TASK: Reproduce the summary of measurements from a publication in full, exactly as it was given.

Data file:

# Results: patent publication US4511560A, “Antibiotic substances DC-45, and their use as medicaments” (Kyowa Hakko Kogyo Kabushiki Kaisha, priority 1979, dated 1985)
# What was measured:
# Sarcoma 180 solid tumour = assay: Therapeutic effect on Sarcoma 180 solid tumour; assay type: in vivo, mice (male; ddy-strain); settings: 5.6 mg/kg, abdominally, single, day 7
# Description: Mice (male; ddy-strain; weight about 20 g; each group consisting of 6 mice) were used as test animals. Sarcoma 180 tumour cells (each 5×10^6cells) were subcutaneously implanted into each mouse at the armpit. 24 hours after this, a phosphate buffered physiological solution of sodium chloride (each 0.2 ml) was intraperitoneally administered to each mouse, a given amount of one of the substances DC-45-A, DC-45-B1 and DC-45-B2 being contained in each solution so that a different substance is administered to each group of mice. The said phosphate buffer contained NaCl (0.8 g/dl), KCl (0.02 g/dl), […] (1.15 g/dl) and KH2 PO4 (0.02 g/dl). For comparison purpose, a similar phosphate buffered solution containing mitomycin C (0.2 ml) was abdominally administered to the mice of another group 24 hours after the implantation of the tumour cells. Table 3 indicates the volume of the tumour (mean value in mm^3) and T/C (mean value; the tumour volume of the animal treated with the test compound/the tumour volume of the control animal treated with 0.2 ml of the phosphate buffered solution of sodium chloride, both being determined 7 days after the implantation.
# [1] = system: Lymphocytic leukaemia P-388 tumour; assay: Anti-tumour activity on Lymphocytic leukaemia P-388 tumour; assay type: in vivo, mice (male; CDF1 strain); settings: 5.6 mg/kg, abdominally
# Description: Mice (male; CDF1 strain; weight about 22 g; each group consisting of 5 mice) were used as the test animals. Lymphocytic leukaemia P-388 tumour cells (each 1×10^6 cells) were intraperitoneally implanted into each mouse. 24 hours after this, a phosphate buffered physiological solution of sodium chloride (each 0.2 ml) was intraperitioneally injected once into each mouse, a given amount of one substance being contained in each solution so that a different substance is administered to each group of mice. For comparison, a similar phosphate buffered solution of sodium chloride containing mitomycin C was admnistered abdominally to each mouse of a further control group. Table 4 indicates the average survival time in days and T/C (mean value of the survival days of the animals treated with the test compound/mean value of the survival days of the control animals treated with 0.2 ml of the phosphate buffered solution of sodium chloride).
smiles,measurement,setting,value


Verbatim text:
# Results: patent publication US4511560A, “Antibiotic substances DC-45, and their use as medicaments” (Kyowa Hakko Kogyo Kabushiki Kaisha, priority 1979, dated 1985)
# What was measured:
# Sarcoma 180 solid tumour = assay: Therapeutic effect on Sarcoma 180 solid tumour; assay type: in vivo, mice (male; ddy-strain); settings: 5.6 mg/kg, abdominally, single, day 7
# Description: Mice (male; ddy-strain; weight about 20 g; each group consisting of 6 mice) were used as test animals. Sarcoma 180 tumour cells (each 5×10^6cells) were subcutaneously implanted into each mouse at the armpit. 24 hours after this, a phosphate buffered physiological solution of sodium chloride (each 0.2 ml) was intraperitoneally administered to each mouse, a given amount of one of the substances DC-45-A, DC-45-B1 and DC-45-B2 being contained in each solution so that a different substance is administered to each group of mice. The said phosphate buffer contained NaCl (0.8 g/dl), KCl (0.02 g/dl), […] (1.15 g/dl) and KH2 PO4 (0.02 g/dl). For comparison purpose, a similar phosphate buffered solution containing mitomycin C (0.2 ml) was abdominally administered to the mice of another group 24 hours after the implantation of the tumour cells. Table 3 indicates the volume of the tumour (mean value in mm^3) and T/C (mean value; the tumour volume of the animal treated with the test compound/the tumour volume of the control animal treated with 0.2 ml of the phosphate buffered solution of sodium chloride, both being determined 7 days after the implantation.
# [1] = system: Lymphocytic leukaemia P-388 tumour; assay: Anti-tumour activity on Lymphocytic leukaemia P-388 tumour; assay type: in vivo, mice (male; CDF1 strain); settings: 5.6 mg/kg, abdominally
# Description: Mice (male; CDF1 strain; weight about 22 g; each group consisting of 5 mice) were used as the test animals. Lymphocytic leukaemia P-388 tumour cells (each 1×10^6 cells) were intraperitoneally implanted into each mouse. 24 hours after this, a phosphate buffered physiological solution of sodium chloride (each 0.2 ml) was intraperitioneally injected once into each mouse, a given amount of one substance being contained in each solution so that a different substance is administered to each group of mice. For comparison, a similar phosphate buffered solution of sodium chloride containing mitomycin C was admnistered abdominally to each mouse of a further control group. Table 4 indicates the average survival time in days and T/C (mean value of the survival days of the animals treated with the test compound/mean value of the survival days of the control animals treated with 0.2 ml of the phosphate buffered solution of sodium chloride).
smiles,measurement,setting,value